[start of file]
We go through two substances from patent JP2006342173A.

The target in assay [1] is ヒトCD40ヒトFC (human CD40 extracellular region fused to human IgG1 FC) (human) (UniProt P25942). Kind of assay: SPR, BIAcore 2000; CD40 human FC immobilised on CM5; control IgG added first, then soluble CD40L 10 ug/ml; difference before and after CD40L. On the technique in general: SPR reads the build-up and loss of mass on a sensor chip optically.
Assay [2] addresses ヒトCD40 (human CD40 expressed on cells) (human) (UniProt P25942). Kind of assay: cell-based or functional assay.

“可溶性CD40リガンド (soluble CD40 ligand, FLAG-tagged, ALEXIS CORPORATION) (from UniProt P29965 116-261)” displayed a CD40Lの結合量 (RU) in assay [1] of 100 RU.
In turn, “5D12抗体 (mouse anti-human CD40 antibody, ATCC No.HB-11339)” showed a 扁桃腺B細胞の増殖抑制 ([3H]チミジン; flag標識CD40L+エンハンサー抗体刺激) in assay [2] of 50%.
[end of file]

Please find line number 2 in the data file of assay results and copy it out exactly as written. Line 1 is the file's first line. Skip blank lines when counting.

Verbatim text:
The target in assay [1] is ヒトCD40ヒトFC (human CD40 extracellular region fused to human IgG1 FC) (human) (UniProt P25942). Kind of assay: SPR, BIAcore 2000; CD40 human FC immobilised on CM5; control IgG added first, then soluble CD40L 10 ug/ml; difference before and after CD40L. On the technique in general: SPR reads the build-up and loss of mass on a sensor chip optically.